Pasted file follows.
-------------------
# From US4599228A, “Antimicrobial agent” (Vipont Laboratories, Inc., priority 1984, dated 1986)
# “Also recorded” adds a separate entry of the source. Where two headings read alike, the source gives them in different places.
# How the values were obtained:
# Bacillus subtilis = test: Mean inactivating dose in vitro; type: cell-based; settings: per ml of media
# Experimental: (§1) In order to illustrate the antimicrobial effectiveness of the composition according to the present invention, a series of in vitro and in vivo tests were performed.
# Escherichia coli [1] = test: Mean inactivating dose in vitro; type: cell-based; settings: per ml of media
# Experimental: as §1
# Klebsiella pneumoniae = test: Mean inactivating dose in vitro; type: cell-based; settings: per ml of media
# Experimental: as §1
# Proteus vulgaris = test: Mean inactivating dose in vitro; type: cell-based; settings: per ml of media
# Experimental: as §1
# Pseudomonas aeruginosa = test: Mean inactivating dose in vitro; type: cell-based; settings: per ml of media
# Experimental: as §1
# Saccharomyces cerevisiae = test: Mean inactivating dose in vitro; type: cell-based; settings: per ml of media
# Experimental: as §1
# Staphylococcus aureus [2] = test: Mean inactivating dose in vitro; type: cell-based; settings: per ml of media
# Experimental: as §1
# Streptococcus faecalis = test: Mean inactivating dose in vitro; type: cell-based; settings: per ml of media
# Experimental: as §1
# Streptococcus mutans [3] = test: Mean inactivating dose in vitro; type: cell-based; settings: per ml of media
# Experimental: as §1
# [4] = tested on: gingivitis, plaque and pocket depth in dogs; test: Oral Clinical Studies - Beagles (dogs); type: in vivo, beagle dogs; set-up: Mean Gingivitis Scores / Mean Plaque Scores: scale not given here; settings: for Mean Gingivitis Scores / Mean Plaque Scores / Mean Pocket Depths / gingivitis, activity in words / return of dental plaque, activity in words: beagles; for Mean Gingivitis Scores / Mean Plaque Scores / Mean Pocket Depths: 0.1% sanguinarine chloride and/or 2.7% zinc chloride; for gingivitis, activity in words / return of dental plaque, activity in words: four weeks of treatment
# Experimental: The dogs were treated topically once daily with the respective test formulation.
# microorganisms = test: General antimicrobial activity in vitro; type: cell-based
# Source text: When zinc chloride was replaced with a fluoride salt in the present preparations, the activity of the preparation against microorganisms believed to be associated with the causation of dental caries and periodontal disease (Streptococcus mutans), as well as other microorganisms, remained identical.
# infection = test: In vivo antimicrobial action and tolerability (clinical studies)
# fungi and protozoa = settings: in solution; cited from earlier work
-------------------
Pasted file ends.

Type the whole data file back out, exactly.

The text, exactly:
# From US4599228A, “Antimicrobial agent” (Vipont Laboratories, Inc., priority 1984, dated 1986)
# “Also recorded” adds a separate entry of the source. Where two headings read alike, the source gives them in different places.
# How the values were obtained:
# Bacillus subtilis = test: Mean inactivating dose in vitro; type: cell-based; settings: per ml of media
# Experimental: (§1) In order to illustrate the antimicrobial effectiveness of the composition according to the present invention, a series of in vitro and in vivo tests were performed.
# Escherichia coli [1] = test: Mean inactivating dose in vitro; type: cell-based; settings: per ml of media
# Experimental: as §1
# Klebsiella pneumoniae = test: Mean inactivating dose in vitro; type: cell-based; settings: per ml of media
# Experimental: as §1
# Proteus vulgaris = test: Mean inactivating dose in vitro; type: cell-based; settings: per ml of media
# Experimental: as §1
# Pseudomonas aeruginosa = test: Mean inactivating dose in vitro; type: cell-based; settings: per ml of media
# Experimental: as §1
# Saccharomyces cerevisiae = test: Mean inactivating dose in vitro; type: cell-based; settings: per ml of media
# Experimental: as §1
# Staphylococcus aureus [2] = test: Mean inactivating dose in vitro; type: cell-based; settings: per ml of media
# Experimental: as §1
# Streptococcus faecalis = test: Mean inactivating dose in vitro; type: cell-based; settings: per ml of media
# Experimental: as §1
# Streptococcus mutans [3] = test: Mean inactivating dose in vitro; type: cell-based; settings: per ml of media
# Experimental: as §1
# [4] = tested on: gingivitis, plaque and pocket depth in dogs; test: Oral Clinical Studies - Beagles (dogs); type: in vivo, beagle dogs; set-up: Mean Gingivitis Scores / Mean Plaque Scores: scale not given here; settings: for Mean Gingivitis Scores / Mean Plaque Scores / Mean Pocket Depths / gingivitis, activity in words / return of dental plaque, activity in words: beagles; for Mean Gingivitis Scores / Mean Plaque Scores / Mean Pocket Depths: 0.1% sanguinarine chloride and/or 2.7% zinc chloride; for gingivitis, activity in words / return of dental plaque, activity in words: four weeks of treatment
# Experimental: The dogs were treated topically once daily with the respective test formulation.
# microorganisms = test: General antimicrobial activity in vitro; type: cell-based
# Source text: When zinc chloride was replaced with a fluoride salt in the present preparations, the activity of the preparation against microorganisms believed to be associated with the causation of dental caries and periodontal disease (Streptococcus mutans), as well as other microorganisms, remained identical.
# infection = test: In vivo antimicrobial action and tolerability (clinical studies)
# fungi and protozoa = settings: in solution; cited from earlier work